How tomatoes are grown in Iceland in a highly sustainable greenhouse

It may sound strange to see a fruit or vegetable usually associated with temperate climate growing just a few miles south of the Arctic Circle, yet this is what happens in Iceland with tomatoes.

Tomatoes are not a traditional product of Iceland; it is impossible to grow them outdoor on the island, as it is simply too cold. Yet, Icelanders have found an ingenious solution to eat a locally-produced Mediterranean-style salad: to build greenhouses. Since at least the 1920s, various species of edible fruits and vegetables are cultivated in Iceland’s geothermally-heated greenhouses, including tomatoes, lettuces, cucumbers, peppers, and strawberries.

One of the best examples of this agricultural know-how is the Friðheimar greenhouse in Reykholt, a village in southwestern Iceland. Founded by Knútur Rafn Ármann and Helena Hermundardóttir in 1995 and specializing in the production of tomatoes, Friðheimar is just one of the many greenhouse-based farms in Iceland, but it has become particularly famous because it is one of the few open to visit all year round, as well as for its varied program of events and activities. Committed to sustainable and eco-friendly horticulture, the farm also includes a restaurant, stables for Icelandic horses, and an equestrian arena.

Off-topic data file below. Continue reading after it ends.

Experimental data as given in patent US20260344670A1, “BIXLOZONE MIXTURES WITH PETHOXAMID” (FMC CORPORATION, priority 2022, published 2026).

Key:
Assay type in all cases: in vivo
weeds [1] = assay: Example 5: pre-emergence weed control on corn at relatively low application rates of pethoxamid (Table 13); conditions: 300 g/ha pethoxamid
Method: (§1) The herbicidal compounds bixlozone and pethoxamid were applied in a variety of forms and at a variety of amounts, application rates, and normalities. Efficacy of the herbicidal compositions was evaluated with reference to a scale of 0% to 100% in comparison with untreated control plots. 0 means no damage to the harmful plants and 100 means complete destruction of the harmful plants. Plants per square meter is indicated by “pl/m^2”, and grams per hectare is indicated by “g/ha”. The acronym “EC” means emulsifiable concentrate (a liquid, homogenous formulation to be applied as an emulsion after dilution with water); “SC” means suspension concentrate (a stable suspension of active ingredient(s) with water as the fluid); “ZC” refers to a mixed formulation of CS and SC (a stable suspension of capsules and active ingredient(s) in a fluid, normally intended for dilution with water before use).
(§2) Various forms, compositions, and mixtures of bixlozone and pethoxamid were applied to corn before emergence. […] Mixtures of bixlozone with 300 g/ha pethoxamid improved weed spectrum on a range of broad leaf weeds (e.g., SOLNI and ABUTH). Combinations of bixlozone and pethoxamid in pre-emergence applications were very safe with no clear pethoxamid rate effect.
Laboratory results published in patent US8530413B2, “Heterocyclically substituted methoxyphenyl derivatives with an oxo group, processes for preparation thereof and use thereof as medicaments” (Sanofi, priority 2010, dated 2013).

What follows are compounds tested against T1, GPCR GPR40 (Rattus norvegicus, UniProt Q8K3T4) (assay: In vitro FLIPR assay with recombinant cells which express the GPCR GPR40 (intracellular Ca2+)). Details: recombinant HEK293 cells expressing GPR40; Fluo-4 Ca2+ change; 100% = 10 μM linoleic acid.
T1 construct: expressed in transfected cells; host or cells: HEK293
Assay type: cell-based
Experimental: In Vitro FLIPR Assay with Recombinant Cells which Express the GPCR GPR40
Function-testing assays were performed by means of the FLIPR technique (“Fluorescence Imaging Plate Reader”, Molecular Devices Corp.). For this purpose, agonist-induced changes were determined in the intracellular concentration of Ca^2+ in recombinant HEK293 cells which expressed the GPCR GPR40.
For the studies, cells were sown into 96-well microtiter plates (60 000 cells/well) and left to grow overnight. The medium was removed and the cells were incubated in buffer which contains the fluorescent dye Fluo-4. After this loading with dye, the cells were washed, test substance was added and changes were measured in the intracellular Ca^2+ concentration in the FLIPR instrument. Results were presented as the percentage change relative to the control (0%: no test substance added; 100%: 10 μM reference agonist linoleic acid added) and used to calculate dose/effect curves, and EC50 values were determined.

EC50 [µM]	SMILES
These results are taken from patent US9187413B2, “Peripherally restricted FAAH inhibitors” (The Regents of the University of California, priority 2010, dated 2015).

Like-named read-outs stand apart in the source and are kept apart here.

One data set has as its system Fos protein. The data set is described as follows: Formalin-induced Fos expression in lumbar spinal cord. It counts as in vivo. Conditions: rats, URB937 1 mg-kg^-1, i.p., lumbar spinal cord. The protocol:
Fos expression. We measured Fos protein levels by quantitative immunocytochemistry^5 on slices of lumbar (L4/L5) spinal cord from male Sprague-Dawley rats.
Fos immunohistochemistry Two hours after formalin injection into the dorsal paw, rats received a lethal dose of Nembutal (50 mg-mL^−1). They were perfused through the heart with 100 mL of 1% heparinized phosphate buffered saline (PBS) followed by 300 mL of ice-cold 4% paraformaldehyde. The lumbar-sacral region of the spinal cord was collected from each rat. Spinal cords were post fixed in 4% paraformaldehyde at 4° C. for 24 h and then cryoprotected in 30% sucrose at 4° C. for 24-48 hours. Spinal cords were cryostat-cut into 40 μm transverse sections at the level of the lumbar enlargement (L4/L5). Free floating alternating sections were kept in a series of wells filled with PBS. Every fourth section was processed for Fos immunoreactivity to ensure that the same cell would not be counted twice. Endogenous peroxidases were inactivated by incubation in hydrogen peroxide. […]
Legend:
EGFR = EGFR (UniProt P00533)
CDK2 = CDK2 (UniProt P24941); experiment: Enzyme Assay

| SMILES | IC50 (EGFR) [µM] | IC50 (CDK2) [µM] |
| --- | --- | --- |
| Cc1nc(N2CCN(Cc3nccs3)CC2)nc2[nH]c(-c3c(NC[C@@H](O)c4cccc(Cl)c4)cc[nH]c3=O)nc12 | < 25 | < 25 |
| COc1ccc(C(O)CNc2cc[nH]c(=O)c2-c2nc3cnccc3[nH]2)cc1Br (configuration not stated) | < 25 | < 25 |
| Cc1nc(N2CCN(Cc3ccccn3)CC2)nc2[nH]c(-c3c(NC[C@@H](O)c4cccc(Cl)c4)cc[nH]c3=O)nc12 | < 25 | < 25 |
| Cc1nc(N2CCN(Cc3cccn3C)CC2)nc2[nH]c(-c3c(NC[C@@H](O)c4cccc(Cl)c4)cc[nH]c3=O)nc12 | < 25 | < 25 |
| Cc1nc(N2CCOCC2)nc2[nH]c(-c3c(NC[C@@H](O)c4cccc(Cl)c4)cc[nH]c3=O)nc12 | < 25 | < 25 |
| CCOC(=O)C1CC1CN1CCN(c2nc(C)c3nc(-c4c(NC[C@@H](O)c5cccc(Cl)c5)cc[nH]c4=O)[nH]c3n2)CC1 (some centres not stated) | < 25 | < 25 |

At Friðheimar, about 10,000 plants produce about one ton of tomatoes a day, 365 days a year, on a cultivated area of 4,200 m2. The farm’s greenhouses and 300 m2 plant nursery are heated by hot geothermal water, of which Iceland is famously abundant. To grow vegetables all year round, natural lighting is integrated by an artificial lighting system mostly based on High-Intensity Discharge Lamps, powered by the island’s 42 hydro and geothermal power plants.

Heated by geothermal water and totally powered with electricity by renewable energy sources, Friðheimar features one of the world’s most sustainable greenhouses. 

The Friðheimar farm also contains a restaurant specializing in tomato-based recipes like tomato soups, pasta, salads (including a Caprese salad made with Icelandic Mozzarella), tomato pies, beers, non-alcoholic and alcoholic drinks, and cocktails. The menu features mostly tomato-based food recipes, many of which are inspired by Mediterranean cuisines.

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